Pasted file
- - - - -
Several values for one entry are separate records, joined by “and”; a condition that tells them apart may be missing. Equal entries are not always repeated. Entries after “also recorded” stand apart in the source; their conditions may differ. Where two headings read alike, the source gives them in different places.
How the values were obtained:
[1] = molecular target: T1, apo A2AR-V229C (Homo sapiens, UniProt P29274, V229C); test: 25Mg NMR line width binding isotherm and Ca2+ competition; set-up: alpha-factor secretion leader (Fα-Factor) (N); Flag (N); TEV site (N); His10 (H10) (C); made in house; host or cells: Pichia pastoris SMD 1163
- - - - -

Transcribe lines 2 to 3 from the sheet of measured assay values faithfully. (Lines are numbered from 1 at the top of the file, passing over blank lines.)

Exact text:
How the values were obtained:
[1] = molecular target: T1, apo A2AR-V229C (Homo sapiens, UniProt P29274, V229C); test: 25Mg NMR line width binding isotherm and Ca2+ competition; set-up: alpha-factor secretion leader (Fα-Factor) (N); Flag (N); TEV site (N); His10 (H10) (C); made in house; host or cells: Pichia pastoris SMD 1163